Set in the incomparable beauty of Monaco, Eric Rochant’s latest feature follows undercover Russian FSB officer Gregory Lioubov (Jean Dujardin, The Artist) and international trader Alice Redmond (Cécile De France, Hereafter), who has her own secrets to hide. Their relationship sparks a deadly chase to snag Lioubov’s real target, business magnate Ivan Rostovsky (Tim Roth). Also starring Émilie Dequenne, Möbius is a twisting, sexy spy thriller that fittingly leaves you
Territory, power and pride are the seismic forces in this adrenaline-fueled crime thriller. Living in one of the most impoverished areas of Copenhagen, Casper does what he must to survive. When organized crime grabs hold of the community, life becomes even more desperate. Casper digs in or risks being run over by gangsters sure to remove anyone in their way. From one of Denmark’s most celebrated directors comes a complex tale of criminal psychology and survival.
The Great East Japan Earthquake has just struck, the waters of the ensuing tsunami finally rolling back into the sea. In the comparative safety of Tokyo, two wives and a child living in the same apartment building have nothing to do but wait for their husbands’ return. Nobuteru Uchida finds a striking emotional core to the shock of March 11, 2011, crafting a tender and intelligent narrative on the internal effects of an unspeakable national tragedy.
A woman tends to her comatose husband, an injured rebel fighter in an unnamed, war-torn village, only whispering of her fear for their two young daughters' lives. Weeks go by, and as her desperation grows, she gives voice to previously unuttered thoughts and memories without regard for anyone’s reaction. In a mesmerizing performance, Iranian actress Golshifteh Farahani portrays a woman who, under the most extreme circumstances, discovers the core of her identity.
Every year millions of people look forward to the first preparation of Hollandse Nieuwe, the popular snack of raw herring from the North Sea’s spring catch. But how do you find glory in the grueling pursuit of a once-iconic fish that even the queen no longer accepts as definitively Dutch? Raw Herring celebrates the cultural legacy maintained by Holland’s last great herring fishers even as new trends and foreign competition threaten their way of life.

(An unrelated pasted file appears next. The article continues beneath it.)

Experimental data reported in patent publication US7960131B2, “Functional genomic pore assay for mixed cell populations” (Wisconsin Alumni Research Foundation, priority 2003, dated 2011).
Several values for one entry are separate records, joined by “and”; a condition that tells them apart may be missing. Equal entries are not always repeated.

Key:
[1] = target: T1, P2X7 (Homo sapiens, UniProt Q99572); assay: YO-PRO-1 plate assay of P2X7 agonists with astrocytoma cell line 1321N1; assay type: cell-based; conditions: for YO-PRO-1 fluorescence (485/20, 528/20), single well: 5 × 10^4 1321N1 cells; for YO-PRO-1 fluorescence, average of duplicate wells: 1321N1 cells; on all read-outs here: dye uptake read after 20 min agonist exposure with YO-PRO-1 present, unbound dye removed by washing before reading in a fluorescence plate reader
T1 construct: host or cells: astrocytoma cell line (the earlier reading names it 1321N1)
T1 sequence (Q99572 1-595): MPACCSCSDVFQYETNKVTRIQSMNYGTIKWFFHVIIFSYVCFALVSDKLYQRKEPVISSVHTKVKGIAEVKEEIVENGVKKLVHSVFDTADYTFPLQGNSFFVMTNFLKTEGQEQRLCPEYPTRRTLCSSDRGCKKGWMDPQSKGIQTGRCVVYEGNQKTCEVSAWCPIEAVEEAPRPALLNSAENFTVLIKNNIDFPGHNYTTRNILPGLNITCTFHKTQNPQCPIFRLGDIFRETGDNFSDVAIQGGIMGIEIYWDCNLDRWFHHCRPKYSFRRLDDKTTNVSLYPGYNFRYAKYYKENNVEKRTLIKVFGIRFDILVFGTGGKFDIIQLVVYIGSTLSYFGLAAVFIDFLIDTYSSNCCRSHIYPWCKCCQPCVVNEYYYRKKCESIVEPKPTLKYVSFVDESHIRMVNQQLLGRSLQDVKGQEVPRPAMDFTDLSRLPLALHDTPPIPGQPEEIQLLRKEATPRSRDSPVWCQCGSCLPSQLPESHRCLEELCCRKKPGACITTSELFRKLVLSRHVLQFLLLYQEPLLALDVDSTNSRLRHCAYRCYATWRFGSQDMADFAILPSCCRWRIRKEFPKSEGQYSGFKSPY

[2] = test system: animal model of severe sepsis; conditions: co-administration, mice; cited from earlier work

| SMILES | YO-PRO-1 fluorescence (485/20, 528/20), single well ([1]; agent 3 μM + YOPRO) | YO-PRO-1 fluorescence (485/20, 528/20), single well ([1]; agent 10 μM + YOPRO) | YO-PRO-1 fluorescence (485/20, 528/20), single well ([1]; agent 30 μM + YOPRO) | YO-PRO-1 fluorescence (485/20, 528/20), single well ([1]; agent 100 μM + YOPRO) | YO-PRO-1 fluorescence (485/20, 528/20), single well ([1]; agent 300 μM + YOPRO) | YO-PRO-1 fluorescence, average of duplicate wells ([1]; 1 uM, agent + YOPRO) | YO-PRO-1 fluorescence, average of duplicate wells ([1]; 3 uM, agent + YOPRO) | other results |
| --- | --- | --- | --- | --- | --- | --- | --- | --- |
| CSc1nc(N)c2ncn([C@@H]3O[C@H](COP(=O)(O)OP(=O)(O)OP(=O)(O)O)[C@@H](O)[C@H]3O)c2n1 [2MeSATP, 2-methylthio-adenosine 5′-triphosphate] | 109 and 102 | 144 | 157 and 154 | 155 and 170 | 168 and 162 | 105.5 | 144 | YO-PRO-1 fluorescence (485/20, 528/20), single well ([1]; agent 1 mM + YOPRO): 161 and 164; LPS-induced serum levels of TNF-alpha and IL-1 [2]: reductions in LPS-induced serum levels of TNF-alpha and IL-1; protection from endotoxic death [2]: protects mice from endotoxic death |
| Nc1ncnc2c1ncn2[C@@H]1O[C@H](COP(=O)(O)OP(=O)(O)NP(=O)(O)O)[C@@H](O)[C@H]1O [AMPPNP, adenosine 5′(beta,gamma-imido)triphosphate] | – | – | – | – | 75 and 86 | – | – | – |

Set against the lush backdrop of rural Laos, this spirited drama tells the story of scrappy ten-year-old Ahlo (Sitthiphon Disamoe), who yearns to break free from his ill-fated destiny. After his village is displaced to make way for a massive dam, Ahlo escapes with his father and grandmother through the Laotian outback in search of a new home. Along the way, they come across a rocket festival that offers Ahlo a lucrative but dangerous chance to prove his worth.
Naïve teen Gili is determined to improve her social status by hooking up with her new school’s coolest guy. Afterwards, he passes her off to his friend. Happy at first for the attention, Gili soon finds her situation deteriorating, as this average girl is increasingly consumed by a culture of oversexed teenhood. Director Jonathan Gurfinkel questions conventional ideas of consent, exploitation and complicity in this edgy and perceptive feature debut.
A lone motorcyclist travels the empty streets of Tehran at night. He wears an aluminum suit to guard against the electromagnetic waves that raise his body temperature. Yet he is determined to make his appointments to kill cockroaches and fumigate factories, the night placing many strange encounters along his route. Artfully shot cityscapes expound on the man’s solitude in this atmospheric take on science fiction from the heart of Iran.
Harnessing the power of creative crowd-sourcing, Paul Verhoeven (Robocop, Basic Instinct) takes on traditional methods of filmmaking by letting the public write most of his next movie. Tricked follows Verhoeven as he navigates the challenges of developing a mass-produced script, then puts the results on screen. Verhoeven’s newest movie, it turns out, follows wealthy patriarch Remco, whose extramarital and business affairs prove more costly than expected. Yet, as his world
Straitlaced optometrist Weichung is finding the typical married life difficult. Then he bumps into an old flame, setting off an unexpected array of dormant emotions. Meanwhile, his sister Mandy flees her sad sack fiancé, coping via food and the fantastical appearance of a soap opera star on her couch. Arvin Chen’s sophomore feature is a fresh and playful comedy about the odd realities of desire in a traditional society and what happens when you seek a big change.